Robert Bruce Muir was born on April 7, 1898, in Boston, Massachusetts. Although swimming was to become his life, he was a late learner. At Brookline High School and Swimming Club, Muir learned how to swim under the tutelage of later Olympic swimming coach, Matt Mann. At age 19, only seven years later, Muir was to win the national YMCA breaststroke championship. Muir met fellow swimmer Ione Louise Casavant during his competitive years, and the two were married in 1918. After a brief tour of duty in the U.S. Navy, Muir began his coaching career with the Boston University and MIT swim teams in 1921. During the 1920s and early 1930s, Muir also coached the Boston Swimming Association, taught swimming at Harvard University and the Silver Bay Training School, and coached the Harvard freshmen and varsity diving teams.
In 1936, after more than two decades of extensive involvement in the Boston competitive swimming scene, Muir accepted the position of Head Coach of the Williams College swim team. His mature coaching talent transformed Williams into a swimming powerhouse. During Muir's tenure, Williams experienced 185 wins, 44 losses, and four ties. Twenty-seven of his teams were undefeated, and nine of his teams experienced only one loss. Throughout his Williams coaching career, Muir earned the respect of his teams and the affection of his swimmers. He developed a number of close mentoring relationships with several students including Michael Dively (Class of 1961) and Felix "Buster" Grossman (Class of 1956).
Muir and his wife Ione spent summers at the Lawrence Beach Club at Atlantic Beach Long Island, where he was Athletic Director and Swimming Coach and where both he and Ione taught thousands of children to swim over the years.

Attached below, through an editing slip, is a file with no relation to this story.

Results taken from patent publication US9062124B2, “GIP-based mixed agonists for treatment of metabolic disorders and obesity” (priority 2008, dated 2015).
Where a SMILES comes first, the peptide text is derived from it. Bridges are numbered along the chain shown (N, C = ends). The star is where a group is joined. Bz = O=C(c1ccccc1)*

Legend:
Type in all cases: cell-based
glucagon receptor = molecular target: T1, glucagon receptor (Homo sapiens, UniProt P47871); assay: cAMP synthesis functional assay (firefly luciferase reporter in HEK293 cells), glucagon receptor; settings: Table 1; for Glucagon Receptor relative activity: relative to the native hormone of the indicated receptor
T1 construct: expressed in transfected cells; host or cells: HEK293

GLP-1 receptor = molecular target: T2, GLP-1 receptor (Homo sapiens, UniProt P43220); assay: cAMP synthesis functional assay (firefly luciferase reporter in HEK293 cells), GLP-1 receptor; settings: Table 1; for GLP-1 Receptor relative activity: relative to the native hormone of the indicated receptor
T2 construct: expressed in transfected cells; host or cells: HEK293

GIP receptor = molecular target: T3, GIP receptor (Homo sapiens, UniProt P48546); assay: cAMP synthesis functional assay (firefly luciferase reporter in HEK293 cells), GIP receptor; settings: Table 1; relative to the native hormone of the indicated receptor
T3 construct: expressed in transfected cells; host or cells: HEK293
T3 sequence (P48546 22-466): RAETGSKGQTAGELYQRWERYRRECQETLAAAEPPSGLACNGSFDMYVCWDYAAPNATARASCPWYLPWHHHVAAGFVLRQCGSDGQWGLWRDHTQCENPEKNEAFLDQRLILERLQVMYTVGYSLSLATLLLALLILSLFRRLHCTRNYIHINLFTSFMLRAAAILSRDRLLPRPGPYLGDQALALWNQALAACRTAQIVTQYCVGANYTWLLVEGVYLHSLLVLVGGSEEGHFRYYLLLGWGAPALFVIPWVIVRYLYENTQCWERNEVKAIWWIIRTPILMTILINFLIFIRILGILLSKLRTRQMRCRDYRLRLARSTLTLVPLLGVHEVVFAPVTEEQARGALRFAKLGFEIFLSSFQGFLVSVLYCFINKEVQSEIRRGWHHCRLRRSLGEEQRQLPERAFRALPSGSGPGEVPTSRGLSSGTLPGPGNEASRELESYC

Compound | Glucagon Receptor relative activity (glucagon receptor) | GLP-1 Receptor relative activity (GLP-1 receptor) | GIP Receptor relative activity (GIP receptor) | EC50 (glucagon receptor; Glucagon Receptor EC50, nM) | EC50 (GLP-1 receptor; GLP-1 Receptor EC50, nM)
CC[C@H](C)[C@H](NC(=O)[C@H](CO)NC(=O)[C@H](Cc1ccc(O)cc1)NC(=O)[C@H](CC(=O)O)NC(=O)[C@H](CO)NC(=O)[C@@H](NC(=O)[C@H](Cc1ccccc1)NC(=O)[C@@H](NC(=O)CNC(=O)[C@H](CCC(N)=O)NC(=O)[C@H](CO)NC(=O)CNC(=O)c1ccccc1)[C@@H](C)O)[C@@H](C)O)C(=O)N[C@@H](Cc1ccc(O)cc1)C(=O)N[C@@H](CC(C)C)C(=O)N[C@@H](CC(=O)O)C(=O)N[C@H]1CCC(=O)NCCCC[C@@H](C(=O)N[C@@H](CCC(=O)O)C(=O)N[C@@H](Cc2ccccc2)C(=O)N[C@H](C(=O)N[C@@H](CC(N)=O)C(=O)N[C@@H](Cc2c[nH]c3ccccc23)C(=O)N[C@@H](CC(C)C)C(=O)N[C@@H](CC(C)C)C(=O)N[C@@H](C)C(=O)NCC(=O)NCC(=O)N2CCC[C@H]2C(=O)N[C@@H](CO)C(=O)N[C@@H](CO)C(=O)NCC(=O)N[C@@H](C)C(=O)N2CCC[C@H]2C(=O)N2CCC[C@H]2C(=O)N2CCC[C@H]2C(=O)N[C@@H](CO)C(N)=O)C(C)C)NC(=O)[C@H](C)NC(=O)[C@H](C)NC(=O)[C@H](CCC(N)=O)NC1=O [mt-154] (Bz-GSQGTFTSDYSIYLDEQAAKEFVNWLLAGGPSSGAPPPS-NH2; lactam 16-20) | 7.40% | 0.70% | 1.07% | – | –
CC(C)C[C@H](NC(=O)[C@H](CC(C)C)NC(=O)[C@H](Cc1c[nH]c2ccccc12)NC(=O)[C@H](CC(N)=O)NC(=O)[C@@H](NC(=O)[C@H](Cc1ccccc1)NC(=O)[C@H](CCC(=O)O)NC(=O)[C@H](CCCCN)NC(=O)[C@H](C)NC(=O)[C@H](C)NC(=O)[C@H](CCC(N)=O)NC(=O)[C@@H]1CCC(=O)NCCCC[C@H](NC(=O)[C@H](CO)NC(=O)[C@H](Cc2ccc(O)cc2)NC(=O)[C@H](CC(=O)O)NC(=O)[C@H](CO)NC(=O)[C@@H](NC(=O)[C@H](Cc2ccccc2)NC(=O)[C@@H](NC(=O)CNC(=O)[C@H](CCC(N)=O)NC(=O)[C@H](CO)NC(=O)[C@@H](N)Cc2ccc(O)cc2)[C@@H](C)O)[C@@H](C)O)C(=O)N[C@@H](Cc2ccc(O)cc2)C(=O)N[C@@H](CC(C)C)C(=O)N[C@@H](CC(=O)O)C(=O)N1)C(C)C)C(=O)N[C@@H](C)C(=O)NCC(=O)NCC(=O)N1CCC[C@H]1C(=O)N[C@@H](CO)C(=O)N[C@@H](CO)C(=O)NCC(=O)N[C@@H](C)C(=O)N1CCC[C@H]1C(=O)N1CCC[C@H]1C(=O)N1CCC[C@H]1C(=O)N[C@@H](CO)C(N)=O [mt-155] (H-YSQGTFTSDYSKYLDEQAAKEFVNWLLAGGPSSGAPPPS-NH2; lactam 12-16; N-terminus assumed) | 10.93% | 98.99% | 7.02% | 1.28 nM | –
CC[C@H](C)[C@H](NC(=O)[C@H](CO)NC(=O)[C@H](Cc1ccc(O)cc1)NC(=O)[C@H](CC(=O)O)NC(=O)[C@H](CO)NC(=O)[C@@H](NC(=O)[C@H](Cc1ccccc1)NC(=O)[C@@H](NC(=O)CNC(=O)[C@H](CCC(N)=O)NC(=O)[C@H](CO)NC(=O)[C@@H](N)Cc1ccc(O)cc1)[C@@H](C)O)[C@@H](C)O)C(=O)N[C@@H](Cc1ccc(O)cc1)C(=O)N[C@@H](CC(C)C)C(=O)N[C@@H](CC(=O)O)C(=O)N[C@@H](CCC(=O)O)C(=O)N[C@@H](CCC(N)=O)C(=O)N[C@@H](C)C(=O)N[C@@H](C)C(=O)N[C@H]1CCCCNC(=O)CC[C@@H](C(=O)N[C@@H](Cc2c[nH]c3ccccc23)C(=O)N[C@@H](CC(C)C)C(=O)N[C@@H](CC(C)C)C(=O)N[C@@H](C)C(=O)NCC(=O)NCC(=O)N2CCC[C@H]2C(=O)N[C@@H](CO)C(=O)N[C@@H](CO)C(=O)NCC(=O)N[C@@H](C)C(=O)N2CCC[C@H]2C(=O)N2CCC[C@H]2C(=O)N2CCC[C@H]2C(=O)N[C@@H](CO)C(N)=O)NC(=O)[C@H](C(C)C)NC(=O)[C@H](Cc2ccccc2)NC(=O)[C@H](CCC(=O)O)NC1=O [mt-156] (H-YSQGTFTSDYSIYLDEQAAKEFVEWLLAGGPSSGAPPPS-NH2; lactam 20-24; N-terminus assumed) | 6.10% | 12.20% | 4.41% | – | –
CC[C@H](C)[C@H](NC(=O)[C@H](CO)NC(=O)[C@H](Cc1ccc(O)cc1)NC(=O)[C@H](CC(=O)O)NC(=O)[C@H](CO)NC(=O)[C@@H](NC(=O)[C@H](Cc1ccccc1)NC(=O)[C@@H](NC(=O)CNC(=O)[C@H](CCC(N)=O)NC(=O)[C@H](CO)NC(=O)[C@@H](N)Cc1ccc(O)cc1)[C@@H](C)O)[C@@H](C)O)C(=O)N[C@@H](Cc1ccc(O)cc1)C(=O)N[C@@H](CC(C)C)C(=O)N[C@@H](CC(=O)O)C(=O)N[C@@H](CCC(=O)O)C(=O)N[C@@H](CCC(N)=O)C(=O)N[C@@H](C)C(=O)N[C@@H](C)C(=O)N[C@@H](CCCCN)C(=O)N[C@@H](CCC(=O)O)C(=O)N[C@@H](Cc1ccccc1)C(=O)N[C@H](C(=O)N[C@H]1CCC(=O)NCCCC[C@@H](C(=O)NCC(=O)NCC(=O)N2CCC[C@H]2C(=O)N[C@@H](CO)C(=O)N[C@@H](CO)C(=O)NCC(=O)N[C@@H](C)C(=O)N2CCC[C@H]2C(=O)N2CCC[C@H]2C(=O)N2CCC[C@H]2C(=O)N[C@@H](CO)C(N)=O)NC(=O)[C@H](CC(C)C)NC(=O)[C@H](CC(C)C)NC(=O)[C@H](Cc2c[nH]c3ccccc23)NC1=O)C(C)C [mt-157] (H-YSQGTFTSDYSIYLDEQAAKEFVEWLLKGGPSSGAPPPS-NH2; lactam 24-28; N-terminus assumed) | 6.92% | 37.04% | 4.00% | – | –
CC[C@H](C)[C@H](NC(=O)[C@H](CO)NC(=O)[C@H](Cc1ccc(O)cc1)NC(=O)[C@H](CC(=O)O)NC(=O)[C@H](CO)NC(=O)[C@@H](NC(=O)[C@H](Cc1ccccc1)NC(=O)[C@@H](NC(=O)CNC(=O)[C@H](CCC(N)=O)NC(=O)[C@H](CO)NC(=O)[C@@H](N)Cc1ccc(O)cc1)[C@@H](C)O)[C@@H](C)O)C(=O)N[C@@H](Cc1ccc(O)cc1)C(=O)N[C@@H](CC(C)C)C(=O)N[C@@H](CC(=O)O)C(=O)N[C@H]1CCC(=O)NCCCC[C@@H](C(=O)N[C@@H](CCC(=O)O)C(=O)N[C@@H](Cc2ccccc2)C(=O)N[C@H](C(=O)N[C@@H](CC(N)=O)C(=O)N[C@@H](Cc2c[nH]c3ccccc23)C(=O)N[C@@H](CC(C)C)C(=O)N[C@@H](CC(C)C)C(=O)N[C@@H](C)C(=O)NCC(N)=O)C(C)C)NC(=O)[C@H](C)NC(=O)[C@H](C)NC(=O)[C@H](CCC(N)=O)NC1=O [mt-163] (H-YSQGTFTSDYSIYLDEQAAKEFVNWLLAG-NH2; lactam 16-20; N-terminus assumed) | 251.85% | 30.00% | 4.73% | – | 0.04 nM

Muir and Ione also participated in several Olympic swimming delegations beginning in 1936. Ione herself served as a chaperone for the women's team and sometimes an assistant coach. In what was to be one of the defining events of his life, Muir was appointed head coach of the U.S. swim team for the 1956 Olympics in Melbourne, Australia.
In addition to his personal swimming career and coaching, Muir also contributed many technical improvements to the sport, for example the blueprint for a more efficient kick board design, and the practice of assigning swimmers to pool lanes according to their times to correct for the water's drag.
Muir was rewarded for both his consistent success with Williams teams and his national reputation for excellence. Williams College bestowed on Muir an honorary M.A. degree in 1957 in honor of his coaching success. In 1961, on the occasion of his 25th anniversary at Williams, Muir was honored by a "Bob Muir Day" celebration, receiving several hundred letters of congratulations from colleagues and friends. He was awarded the National Collegiate and Scholastic Swimming Trophy by the College Swimming Coaches Association of America in 1966, and in 1989 Muir was inducted into the International Swimming Hall of Fame as an outstanding coach.
Muir served as Williams' Head Coach until his retirement in 1966, when the new swimming pool was christened the Bob Muir Pool. He maintained an active presence on the team well into his nineties. After a rewarding life and a brilliant career, Bob Muir died in 1997 at the age of 99.